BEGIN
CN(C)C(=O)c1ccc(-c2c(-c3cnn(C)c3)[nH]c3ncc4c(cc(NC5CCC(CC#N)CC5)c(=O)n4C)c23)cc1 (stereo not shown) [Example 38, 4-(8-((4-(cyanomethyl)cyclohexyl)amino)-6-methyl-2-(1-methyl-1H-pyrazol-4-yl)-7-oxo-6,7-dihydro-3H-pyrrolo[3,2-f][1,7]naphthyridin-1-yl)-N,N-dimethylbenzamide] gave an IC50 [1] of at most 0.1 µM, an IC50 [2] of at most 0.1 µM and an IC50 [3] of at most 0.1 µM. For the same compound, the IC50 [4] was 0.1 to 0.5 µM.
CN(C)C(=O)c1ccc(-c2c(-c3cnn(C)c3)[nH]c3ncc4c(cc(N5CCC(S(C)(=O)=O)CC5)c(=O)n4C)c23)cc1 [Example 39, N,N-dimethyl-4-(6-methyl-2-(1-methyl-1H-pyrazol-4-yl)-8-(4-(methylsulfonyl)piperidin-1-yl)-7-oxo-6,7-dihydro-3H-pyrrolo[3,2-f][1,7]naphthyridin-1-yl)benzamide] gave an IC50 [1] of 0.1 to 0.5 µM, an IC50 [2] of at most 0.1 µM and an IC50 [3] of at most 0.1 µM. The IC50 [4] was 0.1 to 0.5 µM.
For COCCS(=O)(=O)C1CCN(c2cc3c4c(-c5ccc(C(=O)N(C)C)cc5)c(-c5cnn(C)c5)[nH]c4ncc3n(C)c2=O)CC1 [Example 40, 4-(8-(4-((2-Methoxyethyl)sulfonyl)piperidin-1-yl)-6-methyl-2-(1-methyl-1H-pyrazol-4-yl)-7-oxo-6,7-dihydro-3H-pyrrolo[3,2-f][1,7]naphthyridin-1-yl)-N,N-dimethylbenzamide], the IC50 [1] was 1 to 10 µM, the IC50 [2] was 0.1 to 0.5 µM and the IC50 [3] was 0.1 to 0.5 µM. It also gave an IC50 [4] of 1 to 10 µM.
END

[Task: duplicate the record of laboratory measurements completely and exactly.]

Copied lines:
CN(C)C(=O)c1ccc(-c2c(-c3cnn(C)c3)[nH]c3ncc4c(cc(NC5CCC(CC#N)CC5)c(=O)n4C)c23)cc1 (stereo not shown) [Example 38, 4-(8-((4-(cyanomethyl)cyclohexyl)amino)-6-methyl-2-(1-methyl-1H-pyrazol-4-yl)-7-oxo-6,7-dihydro-3H-pyrrolo[3,2-f][1,7]naphthyridin-1-yl)-N,N-dimethylbenzamide] gave an IC50 [1] of at most 0.1 µM, an IC50 [2] of at most 0.1 µM and an IC50 [3] of at most 0.1 µM. For the same compound, the IC50 [4] was 0.1 to 0.5 µM.
CN(C)C(=O)c1ccc(-c2c(-c3cnn(C)c3)[nH]c3ncc4c(cc(N5CCC(S(C)(=O)=O)CC5)c(=O)n4C)c23)cc1 [Example 39, N,N-dimethyl-4-(6-methyl-2-(1-methyl-1H-pyrazol-4-yl)-8-(4-(methylsulfonyl)piperidin-1-yl)-7-oxo-6,7-dihydro-3H-pyrrolo[3,2-f][1,7]naphthyridin-1-yl)benzamide] gave an IC50 [1] of 0.1 to 0.5 µM, an IC50 [2] of at most 0.1 µM and an IC50 [3] of at most 0.1 µM. The IC50 [4] was 0.1 to 0.5 µM.
For COCCS(=O)(=O)C1CCN(c2cc3c4c(-c5ccc(C(=O)N(C)C)cc5)c(-c5cnn(C)c5)[nH]c4ncc3n(C)c2=O)CC1 [Example 40, 4-(8-(4-((2-Methoxyethyl)sulfonyl)piperidin-1-yl)-6-methyl-2-(1-methyl-1H-pyrazol-4-yl)-7-oxo-6,7-dihydro-3H-pyrrolo[3,2-f][1,7]naphthyridin-1-yl)-N,N-dimethylbenzamide], the IC50 [1] was 1 to 10 µM, the IC50 [2] was 0.1 to 0.5 µM and the IC50 [3] was 0.1 to 0.5 µM. It also gave an IC50 [4] of 1 to 10 µM.